Detox, short for detoxification, is the body’s natural, ongoing process of neutralizing and eliminating toxins. Toxins are substances that can potentially harm body tissue, such as waste products that result from normal cell activity (like ammonia, lactic acid, and homocysteine) and chemicals that we are exposed to in our environment, food, and water. The liver, intestines, kidneys, lungs, skin, blood, and lymphatic systems work together to transform toxins to less harmful compounds and excrete them from the body.
Although detox is primarily thought of as a treatment for alcohol or drug dependence, the term is also used to refer to a short-term diet that proponents claim can facilitate toxin removal and promote weight loss.
Although there are many different types of detox diets, they generally follow the same principles:
- Minimize the amount of chemicals ingested (for example, by eating organic food).
- Emphasize foods that provide the vitamins, nutrients, and antioxidants that the body needs for detoxification.
- Emphasize foods, such as fiber-rich foods and water, that increase the frequency of bowel movements and urination.
- What you can eat and can’t depends on the particular detox diet. Some involve juicing or drinking liquids. Others allow some foods, such as fruits and vegetables, or include a broader range of foods.
Some research suggests that many of the chemicals we ingest daily through food, water, and air can become deposited in fat cells in our bodies. Toxins include pesticides, antibiotics and hormones in food, chemicals from food packaging, household cleaners, detergents, food additives, heavy metals, pollution, drugs, and cigarette smoke.
Proponents claim that the cumulative load, called the “body burden”, may lead to illness and has been linked to hormonal imbalance, impaired immune function, and nutritional deficiencies. Signs are said to include indigestion, poor concentration, tiredness, headaches, bad breath, poor skin, and muscle pain.
Although detox diets are popular diet plans, there have been very few clinical trials to support the use of these diets. Preliminary research suggests that certain foods and substances may have properties that aid detoxification, but most of the research is animal- or laboratory-based.
Some people find that focusing on new vegetable-based recipes, drinking water, exercising, and reducing their stress levels during the diet helps them to make positive, sustainable diet and lifestyle changes.
Who Should Not Try It
If you’re considering a detox diet, speak to your healthcare provider to weigh the pros and cons and discuss whether it’s appropriate for you (it may be harmful for people with certain conditions, such as diabetes). Pregnant or nursing women or children shouldn’t go on a detox diet. The diet is not intended for alcohol or drug detoxification.
Fatigue, indigestion, cough, muscle pain, and poor sleep can be signs of an underlying medical condition. If you have persistent symptoms, it’s important to see your primary care provider to ensure that the symptoms are not due to a condition that requires medical treatment. Self-treating a condition and avoiding or delaying standard care may have serious consequences.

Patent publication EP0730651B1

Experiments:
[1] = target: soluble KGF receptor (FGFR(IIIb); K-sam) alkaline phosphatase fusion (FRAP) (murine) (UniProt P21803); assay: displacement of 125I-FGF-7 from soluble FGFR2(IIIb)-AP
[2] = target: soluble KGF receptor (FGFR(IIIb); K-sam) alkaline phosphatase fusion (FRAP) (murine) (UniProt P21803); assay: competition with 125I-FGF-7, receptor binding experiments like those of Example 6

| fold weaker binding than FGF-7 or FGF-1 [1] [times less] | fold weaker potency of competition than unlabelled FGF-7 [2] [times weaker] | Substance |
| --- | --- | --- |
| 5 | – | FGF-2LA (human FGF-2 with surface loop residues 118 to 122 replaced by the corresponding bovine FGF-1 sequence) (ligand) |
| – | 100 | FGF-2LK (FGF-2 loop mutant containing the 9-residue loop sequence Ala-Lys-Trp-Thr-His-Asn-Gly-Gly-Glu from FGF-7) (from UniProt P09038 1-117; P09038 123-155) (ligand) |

The side effects depend on the plan and how long you are on it. You may feel hungry and weak, or have low energy, low blood sugar, dizziness, or lightheadedness. One of the most common side effects is a headache within the first few days of starting the detox diet, which is often due to caffeine withdrawal. Proponents often suggest gradually decreasing the amount of caffeine prior to starting a detox diet to avoid caffeine withdrawal symptoms. In addition, some people opt to start the diet on the weekend.
Other side effects include excessive diarrhea, which can lead to dehydration and electrolyte loss. Constipation may occur if people consume excess fiber without increasing their fluid intake. Any worsening of symptoms or new symptoms that occur during a detox diet should prompt a visit to a qualified health professional.
If a detox diet is continued for a longer time, it may result in low body weight and nutrient deficiencies, particularly protein (some diets omit animal products) and calcium.
The Bottom Line
While there isn’t enough research to say that detox diets can eliminate toxins from your body, a balanced plan that focuses on eating fruits and vegetables, drinking enough water, and eating foods that are rich in dietary fiber may help to cleanse your digestive tract safely and promote health and well-being.
If you want to skip the detox diet, but are interested in incorporating some specific “cleansing” foods in your diet, consider lemon water, psyllium, and these foods. Also consider trying these five simple ways to detox your body every day.
Disclaimer: The information contained on this site is intended for educational purposes only and is not a substitute for advice, diagnosis or treatment by a licensed physician. It is not meant to cover all possible precautions, drug interactions, circumstances or adverse effects. You should seek prompt medical care for any health issues and consult your doctor before using alternative medicine or making a change to your regimen.